How do we Multi-language (computing lang) support in jupyter notebook?

I have used Jupyter notebook for more than a year and found they are great for learning by doing and showing what we have done. As part of this process, i stumbled upon inflexibility to include codes of C++ and python at same time. Technically speaking “cells” we include are of either c++ or python, and not both in same notebook. Is there way to get around this limitation? I am open to contribute back if this is desired behavior.
You can imagine a use case with AI/ML domain including C/C++ snippets at host, python for ML and minizinc for constraint solving in same notebook as single problem solving.
Thank you.

These are solid critiques of the existing system.

At present, choosing a “host” language, such as ipykernel and extending it with custom magics, or a polyglot kernel like Calysto metakernel or allthekernels is currently the most-supported option. This approach works within the existing system, and is portable between multiple clients and tools, given the higher complexity of managing two, potentially entirely unrelated, kernel environments.

Even representing a polyglot notebook is a challenge at present, as the notebook format would need to duplicate much of the required notebook-level metadata at the cell level, mirroring the problem of custom markup languages (such as not-widely-adopted, or even dynamic, extensions to markdown). Some initial work is ongoing to support this (and more), as a major re-thinking of what a “cell” is, starting with more standards alignment work.

Adding multiple kernel sessions, managed by the client and/or server, as part of a single document, is a much deeper endeavor, as it would touch many more parts of the architecture, and exposes the inevitable thorny issue of sharing data between kernels. The ideal would of course be a a not-horribly-inefficient-out-of-the-box way, as opposed to e.g. serializing everything to a lowest-common denominator format like JSON.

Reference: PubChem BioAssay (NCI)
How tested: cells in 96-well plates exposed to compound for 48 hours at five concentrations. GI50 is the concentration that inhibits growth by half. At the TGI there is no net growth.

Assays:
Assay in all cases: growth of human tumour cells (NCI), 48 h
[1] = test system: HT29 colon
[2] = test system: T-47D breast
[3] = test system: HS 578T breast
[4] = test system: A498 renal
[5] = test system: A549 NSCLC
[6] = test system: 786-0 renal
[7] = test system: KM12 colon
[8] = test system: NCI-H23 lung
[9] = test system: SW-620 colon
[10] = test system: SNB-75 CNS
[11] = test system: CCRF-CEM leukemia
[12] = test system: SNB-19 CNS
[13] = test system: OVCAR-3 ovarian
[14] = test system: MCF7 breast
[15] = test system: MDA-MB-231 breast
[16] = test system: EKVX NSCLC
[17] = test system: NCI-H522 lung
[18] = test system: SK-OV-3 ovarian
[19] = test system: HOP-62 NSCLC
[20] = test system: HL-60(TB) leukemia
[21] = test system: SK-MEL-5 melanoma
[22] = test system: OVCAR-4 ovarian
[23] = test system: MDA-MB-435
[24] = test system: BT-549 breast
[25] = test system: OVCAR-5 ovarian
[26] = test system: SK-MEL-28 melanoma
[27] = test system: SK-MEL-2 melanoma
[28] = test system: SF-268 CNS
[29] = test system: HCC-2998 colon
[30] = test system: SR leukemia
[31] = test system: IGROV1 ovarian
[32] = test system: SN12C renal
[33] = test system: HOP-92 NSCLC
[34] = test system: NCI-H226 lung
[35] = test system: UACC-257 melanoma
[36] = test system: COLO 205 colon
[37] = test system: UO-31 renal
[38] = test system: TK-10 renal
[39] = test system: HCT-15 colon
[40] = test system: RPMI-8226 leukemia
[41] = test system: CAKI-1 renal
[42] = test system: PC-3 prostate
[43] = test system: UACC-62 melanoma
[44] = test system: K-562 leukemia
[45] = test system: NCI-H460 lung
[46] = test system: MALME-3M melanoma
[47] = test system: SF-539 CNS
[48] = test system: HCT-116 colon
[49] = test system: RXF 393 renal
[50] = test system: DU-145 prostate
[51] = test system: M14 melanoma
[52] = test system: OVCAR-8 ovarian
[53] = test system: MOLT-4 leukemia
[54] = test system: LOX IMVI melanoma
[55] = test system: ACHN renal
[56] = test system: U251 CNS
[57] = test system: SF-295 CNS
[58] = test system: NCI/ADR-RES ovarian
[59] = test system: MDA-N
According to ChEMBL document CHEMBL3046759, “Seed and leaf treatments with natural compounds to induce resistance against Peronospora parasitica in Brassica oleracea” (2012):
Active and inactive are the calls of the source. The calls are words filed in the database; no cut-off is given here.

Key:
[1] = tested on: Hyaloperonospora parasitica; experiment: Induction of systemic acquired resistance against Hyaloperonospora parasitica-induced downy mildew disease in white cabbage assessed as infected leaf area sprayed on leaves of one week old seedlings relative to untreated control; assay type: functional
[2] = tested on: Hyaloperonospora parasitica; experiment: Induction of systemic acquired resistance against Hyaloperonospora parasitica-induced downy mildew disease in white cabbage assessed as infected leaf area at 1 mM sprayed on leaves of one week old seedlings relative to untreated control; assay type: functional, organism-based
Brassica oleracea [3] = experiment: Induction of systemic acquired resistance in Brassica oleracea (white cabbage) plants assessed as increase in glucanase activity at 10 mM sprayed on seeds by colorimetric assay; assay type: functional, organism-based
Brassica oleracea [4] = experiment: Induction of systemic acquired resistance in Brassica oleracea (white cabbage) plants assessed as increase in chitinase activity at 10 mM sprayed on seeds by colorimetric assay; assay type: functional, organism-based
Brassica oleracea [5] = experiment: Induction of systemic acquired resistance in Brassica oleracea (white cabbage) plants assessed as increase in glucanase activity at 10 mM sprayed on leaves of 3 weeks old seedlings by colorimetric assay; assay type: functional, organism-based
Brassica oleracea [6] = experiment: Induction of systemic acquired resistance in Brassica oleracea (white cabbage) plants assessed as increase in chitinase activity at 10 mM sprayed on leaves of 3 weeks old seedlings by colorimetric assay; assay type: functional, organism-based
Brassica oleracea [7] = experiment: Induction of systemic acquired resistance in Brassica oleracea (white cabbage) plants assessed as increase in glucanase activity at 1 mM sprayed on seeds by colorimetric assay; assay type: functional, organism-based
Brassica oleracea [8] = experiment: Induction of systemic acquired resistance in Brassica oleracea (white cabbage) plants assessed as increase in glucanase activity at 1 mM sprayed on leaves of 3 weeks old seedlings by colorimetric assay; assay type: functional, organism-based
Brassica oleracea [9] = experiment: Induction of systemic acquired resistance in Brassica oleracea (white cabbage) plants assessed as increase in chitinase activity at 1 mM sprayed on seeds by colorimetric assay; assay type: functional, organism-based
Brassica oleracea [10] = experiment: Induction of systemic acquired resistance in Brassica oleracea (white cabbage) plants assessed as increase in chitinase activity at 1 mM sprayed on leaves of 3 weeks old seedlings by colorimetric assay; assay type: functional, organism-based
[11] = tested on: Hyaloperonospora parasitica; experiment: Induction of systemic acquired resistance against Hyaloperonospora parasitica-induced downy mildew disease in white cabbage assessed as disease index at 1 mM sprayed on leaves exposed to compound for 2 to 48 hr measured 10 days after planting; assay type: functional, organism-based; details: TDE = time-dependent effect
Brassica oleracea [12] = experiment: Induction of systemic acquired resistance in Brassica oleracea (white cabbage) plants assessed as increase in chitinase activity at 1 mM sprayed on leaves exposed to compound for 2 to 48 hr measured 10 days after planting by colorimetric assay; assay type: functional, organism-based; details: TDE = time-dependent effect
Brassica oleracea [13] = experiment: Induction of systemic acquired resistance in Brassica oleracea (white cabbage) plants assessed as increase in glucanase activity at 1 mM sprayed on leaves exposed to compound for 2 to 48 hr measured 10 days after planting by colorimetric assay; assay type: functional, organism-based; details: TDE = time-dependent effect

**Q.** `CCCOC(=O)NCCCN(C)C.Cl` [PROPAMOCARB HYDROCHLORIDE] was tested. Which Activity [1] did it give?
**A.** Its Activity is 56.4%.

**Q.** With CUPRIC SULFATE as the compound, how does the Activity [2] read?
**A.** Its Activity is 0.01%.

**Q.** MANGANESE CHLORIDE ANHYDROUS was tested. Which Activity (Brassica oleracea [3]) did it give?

Oddly where this might occur soonest would be in the WebAssembly/JupyterLite space, where there is ongoing upstream specification work to make this feasible, which, once widely implemented, would allow proper, standards-based interchange of data… but for the specific use case, self-hosting gcc or clang in WASM is its own challenge.


@bollwyvl Thanks for custom magics resource. It works perfectly learning, may not be scalable for production.
appreciate your help.

Well, I suppose that wasn’t the initial question… it all depends on the meaning of “production,” for a specific use case. If “production,” is “one analyst working with production data in a managed JupyterHub setting with locked down, managed dependencies,” if it runs, it is then by definition production.

In other settings, Notebooks-with-hot-kernels are a rather peril-fraught way to get to robust, performant, reproducible outcomes in the loop with users-at-scale, HPC workloads, ETL jobs or cron… the more exotic a setup one needs (either multiple kernels, magics, whatever) and the more complex the interplay between packages not managed at a distribution level (e.g. yum, apt, nix or conda) with an overall system delivery mechanism (containers, VMs, etc.), and continuous supply chain vulnerability scanning and abuse mitigation, the greater the likelihood that someone’s pager will go off in the middle of the night because someone shipped a breaking change on an npm package.

Using notebooks as a way to prove out and document concepts, and then transitioning the embedded thought process to well-packaged, tested, versioned software artifacts, either by extraction, or at-rest (a la importnb) with a minimum of magic can reduce the dependency tree substantially, and the risks implicit in cargo-culting, copy-paste, debug-by-print, and out-of-order execution, all of which the notebook mindset joyfully embraces.